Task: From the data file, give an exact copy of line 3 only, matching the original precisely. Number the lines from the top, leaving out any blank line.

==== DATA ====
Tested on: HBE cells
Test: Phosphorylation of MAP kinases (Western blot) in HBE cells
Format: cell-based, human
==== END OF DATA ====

Format: cell-based, human